The long awaited bypass for Claregalway will be put out to tender next year with construction of the five kilometre stretch expected to begin in early 2012.
It is the Christmas present that the residents and the businesses in Claregalway had been hoping to receive for many years as progress on the project will be stepped up during the course of 2011. Motorists travelling along the N17 on a regular basis will also be delighted with the progress.
And the Connacht Tribune has been told by senior officials in Galway County Council that if the property owners along the proposed route of the bypass had agreed to sell the lands required for the new road, it would have been built by now.
Instead, Galway County Council has had to employ a firm of consultants to bring the process to compulsory purchase order stage and this will commence early in the New Year.
Senior Roads Engineer with Galway County Council, Martin Lavelle said that they would not have been given the funding from the Department of Transport to engage consultants if the bypass was not proceeding.
He explained that the N17 Tuam–Galway road has the capacity to take 13,800 vehicles a day but there was an average of 27,000 vehicles passing through Claregalway on a daily basis,
Mr. Lavelle added that during the current cold snap, that number had increased to 33,000 with a considerable number of motorists reluctant to use the traditional rat runs.
He said that construction costs had reduced considerably as had land prices and the project could come in at around €15 million—that is some €10 million less than was projected four years ago.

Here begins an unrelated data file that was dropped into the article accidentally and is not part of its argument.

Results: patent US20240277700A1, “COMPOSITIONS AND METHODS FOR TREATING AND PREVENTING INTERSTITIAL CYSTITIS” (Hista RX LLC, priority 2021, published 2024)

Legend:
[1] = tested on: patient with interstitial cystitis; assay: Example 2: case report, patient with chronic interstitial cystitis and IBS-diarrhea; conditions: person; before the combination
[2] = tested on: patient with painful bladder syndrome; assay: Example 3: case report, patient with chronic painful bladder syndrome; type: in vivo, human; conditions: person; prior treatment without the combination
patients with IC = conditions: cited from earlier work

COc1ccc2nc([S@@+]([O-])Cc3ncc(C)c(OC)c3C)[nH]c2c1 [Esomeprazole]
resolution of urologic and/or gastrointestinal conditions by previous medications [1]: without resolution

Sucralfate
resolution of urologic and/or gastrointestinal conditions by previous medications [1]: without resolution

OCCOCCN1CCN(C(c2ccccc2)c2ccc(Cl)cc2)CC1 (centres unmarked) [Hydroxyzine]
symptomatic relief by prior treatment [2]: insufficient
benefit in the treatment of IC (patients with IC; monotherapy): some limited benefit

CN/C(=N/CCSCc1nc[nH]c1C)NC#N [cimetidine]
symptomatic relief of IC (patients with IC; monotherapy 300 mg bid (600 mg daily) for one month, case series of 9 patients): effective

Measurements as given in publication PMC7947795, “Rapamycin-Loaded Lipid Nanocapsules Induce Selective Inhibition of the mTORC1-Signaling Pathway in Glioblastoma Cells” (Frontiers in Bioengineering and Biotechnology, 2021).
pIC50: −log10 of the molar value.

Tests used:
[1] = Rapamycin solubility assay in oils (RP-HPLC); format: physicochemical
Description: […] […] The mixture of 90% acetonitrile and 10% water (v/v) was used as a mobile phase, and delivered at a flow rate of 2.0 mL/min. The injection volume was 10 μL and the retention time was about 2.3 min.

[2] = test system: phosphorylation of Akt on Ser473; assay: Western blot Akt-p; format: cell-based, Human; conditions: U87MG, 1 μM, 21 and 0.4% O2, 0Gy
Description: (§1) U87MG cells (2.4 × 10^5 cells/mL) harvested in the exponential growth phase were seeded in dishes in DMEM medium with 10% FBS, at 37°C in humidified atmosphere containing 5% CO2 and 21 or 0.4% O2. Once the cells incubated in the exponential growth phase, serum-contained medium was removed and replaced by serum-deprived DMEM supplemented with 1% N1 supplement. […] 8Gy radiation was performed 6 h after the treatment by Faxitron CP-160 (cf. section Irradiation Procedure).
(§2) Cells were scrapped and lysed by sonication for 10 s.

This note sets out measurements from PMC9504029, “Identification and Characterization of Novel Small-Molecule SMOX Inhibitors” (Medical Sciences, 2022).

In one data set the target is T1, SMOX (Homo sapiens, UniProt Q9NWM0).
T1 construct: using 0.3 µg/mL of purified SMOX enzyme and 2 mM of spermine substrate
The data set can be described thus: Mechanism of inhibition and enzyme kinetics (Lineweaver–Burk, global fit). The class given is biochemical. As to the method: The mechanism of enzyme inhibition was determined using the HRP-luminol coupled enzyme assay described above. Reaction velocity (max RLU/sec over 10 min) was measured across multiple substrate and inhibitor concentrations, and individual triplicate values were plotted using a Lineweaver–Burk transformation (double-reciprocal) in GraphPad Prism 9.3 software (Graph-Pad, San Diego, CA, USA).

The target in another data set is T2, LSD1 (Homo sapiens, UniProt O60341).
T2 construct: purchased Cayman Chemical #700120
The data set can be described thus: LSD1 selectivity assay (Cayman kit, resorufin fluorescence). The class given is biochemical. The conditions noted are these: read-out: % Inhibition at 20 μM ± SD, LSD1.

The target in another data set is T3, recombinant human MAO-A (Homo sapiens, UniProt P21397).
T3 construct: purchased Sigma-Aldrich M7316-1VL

Galway West TD Noel Grealish, who was promised the bypass in return for his support of the Government in 2007, said that it was full steam ahead and described as a necessary piece of infrastructure.
Despite the fact that he has now withdrawn his support from the Government, he said that he was delighted that progress would be made next year.
“The compulsory acquisition of the land will take place, the project will be put out to tender and the tenders will be assessed. The funding has been put in place for this process and there is no doubt that it will proceed,” Deputy Grealish added.
He said that suggestions that the proposed new motorway from Gort–Tuam would effectively become the Claregalway bypass were “nonsense”. “Anyone who put forward that argument is living in cloud cuckoo land,” he said.
Mr. Lavelle agreed. He said that even with a motorway, there was still a requirement for an inner relief road to take traffic away from the village centre.